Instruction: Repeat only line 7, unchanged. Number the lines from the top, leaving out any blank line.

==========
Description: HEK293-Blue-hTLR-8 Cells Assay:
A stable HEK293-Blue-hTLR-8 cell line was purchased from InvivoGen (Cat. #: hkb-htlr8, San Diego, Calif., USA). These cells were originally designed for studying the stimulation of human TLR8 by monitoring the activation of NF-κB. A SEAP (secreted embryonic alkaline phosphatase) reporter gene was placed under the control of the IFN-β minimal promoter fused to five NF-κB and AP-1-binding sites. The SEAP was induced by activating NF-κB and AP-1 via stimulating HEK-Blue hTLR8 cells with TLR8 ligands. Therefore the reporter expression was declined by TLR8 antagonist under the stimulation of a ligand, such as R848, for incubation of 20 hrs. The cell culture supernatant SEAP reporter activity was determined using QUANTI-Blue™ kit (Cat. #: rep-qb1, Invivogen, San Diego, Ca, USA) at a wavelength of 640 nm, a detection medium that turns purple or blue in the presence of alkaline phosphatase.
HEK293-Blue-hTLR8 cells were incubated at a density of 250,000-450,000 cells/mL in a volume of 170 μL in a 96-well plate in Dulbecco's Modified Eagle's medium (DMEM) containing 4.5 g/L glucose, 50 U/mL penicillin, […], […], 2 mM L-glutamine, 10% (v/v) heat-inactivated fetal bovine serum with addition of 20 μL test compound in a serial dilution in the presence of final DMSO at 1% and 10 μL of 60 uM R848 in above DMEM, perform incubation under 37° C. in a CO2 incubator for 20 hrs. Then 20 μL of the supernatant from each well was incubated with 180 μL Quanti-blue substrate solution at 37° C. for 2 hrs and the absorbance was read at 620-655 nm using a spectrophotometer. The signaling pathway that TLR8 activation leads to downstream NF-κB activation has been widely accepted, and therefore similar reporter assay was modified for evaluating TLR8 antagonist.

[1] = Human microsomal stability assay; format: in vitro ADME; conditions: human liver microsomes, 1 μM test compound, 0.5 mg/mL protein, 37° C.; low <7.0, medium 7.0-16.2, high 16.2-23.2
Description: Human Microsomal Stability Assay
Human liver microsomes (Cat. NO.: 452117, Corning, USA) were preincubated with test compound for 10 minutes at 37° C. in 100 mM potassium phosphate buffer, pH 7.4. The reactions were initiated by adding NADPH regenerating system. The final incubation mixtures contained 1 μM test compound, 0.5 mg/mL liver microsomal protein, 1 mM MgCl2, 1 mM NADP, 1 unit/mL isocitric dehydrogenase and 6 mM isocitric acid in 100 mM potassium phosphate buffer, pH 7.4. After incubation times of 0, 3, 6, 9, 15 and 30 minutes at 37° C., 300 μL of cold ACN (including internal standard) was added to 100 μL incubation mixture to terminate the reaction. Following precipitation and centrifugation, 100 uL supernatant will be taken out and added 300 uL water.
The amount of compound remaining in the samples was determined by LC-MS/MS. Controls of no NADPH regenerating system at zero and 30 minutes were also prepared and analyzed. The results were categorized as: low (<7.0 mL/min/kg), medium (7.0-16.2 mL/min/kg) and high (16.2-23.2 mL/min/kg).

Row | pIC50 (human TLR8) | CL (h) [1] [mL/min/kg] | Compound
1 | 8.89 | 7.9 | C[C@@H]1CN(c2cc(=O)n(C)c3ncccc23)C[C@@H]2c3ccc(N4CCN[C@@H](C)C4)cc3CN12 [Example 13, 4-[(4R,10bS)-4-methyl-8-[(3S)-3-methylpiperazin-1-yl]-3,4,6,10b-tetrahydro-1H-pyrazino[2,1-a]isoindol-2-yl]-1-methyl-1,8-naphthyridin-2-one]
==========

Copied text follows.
The amount of compound remaining in the samples was determined by LC-MS/MS. Controls of no NADPH regenerating system at zero and 30 minutes were also prepared and analyzed. The results were categorized as: low (<7.0 mL/min/kg), medium (7.0-16.2 mL/min/kg) and high (16.2-23.2 mL/min/kg).